The leg portions have detent means on at least some of their surfaces, and these detent means are located at selected distances beneath the abutments, and are shaped to cooperate with the wire fabric in such a way that the detents resist upward withdrawal of the leg portions from the openings in the fabric once the leg portions have been fully inserted therein. The drawings show two types of detents which are satisfactory but which by no means exhaust the possibilities. In one embodiment the detents comprise zig-zag grooves recessed into the surfaces of the legs where the fabric wires cross those surfaces so that the wires drop into the grooves after the legs are pushed into the openings of the fabric, thereby resisting withdrawal of the legs from the fabric. The other illustrated type of detent comprises upwardly facing protrusions which are spaced so that when the leg portion is pushed all the way down into the openings of the chain link fabric, the wires can be lodged in the crotches between the protrusions and the leg surface, thereby strongly resisting upward withdrawal of the leg portions. The appearance of the panel portions is intended to be decorative, and may comprise panels which are difficult to see through, appropriate for use with a chain link fence where the fabric is covered in some manner to achieve a greater degree of privacy, for instance by canvas panels or upright slats attached thereto.
It is a principal object of the invention to provide an extension for a chain link fence which can be made in a modular manner in discrete segments or lengths, purchasable by a homeowner for mounting on his chain link fence, each segment being self supporting and integral, and including a panel portion extending above the fence and including leg portions extending downwardly into the fabric of the fence for support.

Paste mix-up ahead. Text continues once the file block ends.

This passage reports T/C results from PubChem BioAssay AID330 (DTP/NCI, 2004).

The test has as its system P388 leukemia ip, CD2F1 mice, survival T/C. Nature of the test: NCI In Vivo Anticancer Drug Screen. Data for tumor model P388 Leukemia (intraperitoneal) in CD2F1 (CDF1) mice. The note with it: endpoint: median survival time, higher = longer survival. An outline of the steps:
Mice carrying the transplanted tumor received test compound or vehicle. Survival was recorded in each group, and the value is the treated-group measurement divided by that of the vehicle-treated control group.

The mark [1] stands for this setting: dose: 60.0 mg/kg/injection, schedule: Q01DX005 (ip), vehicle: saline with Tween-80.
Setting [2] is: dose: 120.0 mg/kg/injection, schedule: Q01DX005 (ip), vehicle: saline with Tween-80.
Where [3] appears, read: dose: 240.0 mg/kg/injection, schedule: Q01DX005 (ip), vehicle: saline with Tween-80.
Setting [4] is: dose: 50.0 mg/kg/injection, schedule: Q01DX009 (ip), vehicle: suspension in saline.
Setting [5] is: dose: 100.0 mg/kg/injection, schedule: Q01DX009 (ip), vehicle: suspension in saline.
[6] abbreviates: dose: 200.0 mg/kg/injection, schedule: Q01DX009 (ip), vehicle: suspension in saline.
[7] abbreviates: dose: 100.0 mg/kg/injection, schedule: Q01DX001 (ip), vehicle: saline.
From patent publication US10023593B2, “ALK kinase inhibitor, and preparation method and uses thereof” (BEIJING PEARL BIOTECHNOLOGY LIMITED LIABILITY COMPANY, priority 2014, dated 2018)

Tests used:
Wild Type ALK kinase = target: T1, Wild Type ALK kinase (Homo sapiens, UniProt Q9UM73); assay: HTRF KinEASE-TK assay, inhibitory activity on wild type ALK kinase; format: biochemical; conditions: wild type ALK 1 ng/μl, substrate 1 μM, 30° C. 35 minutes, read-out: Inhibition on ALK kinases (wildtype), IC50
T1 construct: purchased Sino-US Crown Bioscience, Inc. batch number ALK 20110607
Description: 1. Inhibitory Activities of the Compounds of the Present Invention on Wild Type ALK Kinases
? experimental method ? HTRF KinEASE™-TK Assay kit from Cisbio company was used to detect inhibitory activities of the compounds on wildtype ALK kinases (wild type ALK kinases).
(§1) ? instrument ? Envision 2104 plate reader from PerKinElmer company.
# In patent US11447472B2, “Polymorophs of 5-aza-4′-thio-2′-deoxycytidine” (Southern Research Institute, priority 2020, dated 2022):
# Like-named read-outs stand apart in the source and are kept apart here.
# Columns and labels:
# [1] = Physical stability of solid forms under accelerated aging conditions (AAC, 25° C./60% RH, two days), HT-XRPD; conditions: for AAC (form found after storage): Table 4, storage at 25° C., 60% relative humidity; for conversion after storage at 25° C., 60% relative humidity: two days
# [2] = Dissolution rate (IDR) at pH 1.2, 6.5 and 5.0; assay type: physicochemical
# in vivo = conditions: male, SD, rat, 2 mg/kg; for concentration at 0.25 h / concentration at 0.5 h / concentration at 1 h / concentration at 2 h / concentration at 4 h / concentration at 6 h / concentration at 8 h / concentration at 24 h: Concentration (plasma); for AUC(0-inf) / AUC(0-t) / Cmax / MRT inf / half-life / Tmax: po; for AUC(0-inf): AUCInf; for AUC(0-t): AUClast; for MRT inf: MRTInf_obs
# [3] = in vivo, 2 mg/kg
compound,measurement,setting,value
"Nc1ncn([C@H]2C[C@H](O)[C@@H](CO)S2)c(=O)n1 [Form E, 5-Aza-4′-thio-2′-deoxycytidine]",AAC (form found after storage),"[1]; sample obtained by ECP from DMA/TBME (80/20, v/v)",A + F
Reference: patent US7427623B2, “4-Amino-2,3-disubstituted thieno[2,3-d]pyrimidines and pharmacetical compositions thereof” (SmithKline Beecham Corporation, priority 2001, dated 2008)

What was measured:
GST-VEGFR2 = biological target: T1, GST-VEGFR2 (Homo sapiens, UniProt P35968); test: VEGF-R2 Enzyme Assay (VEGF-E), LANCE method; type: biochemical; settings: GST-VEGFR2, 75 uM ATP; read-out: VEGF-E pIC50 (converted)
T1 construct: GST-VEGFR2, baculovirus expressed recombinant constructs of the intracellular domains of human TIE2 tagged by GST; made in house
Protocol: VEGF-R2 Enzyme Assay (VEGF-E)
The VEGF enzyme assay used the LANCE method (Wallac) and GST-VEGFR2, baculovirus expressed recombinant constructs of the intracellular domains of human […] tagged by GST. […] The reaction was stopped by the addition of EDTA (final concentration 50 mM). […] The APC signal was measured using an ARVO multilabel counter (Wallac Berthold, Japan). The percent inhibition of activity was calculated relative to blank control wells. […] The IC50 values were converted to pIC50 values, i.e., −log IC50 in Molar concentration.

Another object of the invention is to provide improved mounting means for fence extensions wherein the extensions are supported on the fence by leg portions which have near their upper ends abutments for locating all of the extensions with respect to the top of the fence, and which prevent accidental downward displacement of a segment beyond the desired level. Each leg portion has detent means which are especially shaped and especially located below the abutments so as to receive and cooperate with the zig-zag wires of the chain link fence fabric so as to grip the wires and resist upward withdrawal of the leg portions from the fabric. The leg portions have front and rear surfaces and opposed side surfaces which are mutually spaced in such a manner that the leg portions are a very snug fit in the openings in the chain link fabric. They can be vertically inserted into the fabric openings and held snugly enough that the panel portion at the top of the fence is substantially rigidly supported, whereby accurate alignment of each panel portion segment with those on either side thereof is achieved.
Still another object of the invention is to terminate the ends of the panel portions in such a manner that when two panel portions are mounted side-by-side in the fabric, their adjacent ends will substantially meet so that the panel portions give the casual observer the impression that the panel portions comprise one continuous length of fence material rather than separable segments. Optionally, the ends of adjacent panel portions may be made to overlap so that they can be bolted, or otherwise secured, together.
Still another object of the invention is to provide extensions which are easily and economically manufactured from a variety of available materials. The extensions can be made of galvanized iron, aluminum, or molded plastic, etc., or they can even be fabricated of wood, although the latter would be the most expensive structure.
Other objects and advantages of the invention will become apparent during the following discussions of the drawings wherein:
FIG. 1 is a partial perspective view showing an extension according to the present invention mounted on a chain link fence of standard construction;
FIG. 2 is an enlarged front elevation view of a leg portion having detents in the form of diagonal grooves on opposite faces of the leg portion;
FIG. 3 is a side elevation view of the structure shown in FIG. 2;
FIG. 4 is a front elevational view of a modified form of the leg portion showing detent means in the form of protruding upwardly extending lugs; and
FIG. 5 is a side elevation view of the leg portion shown in FIG. 4.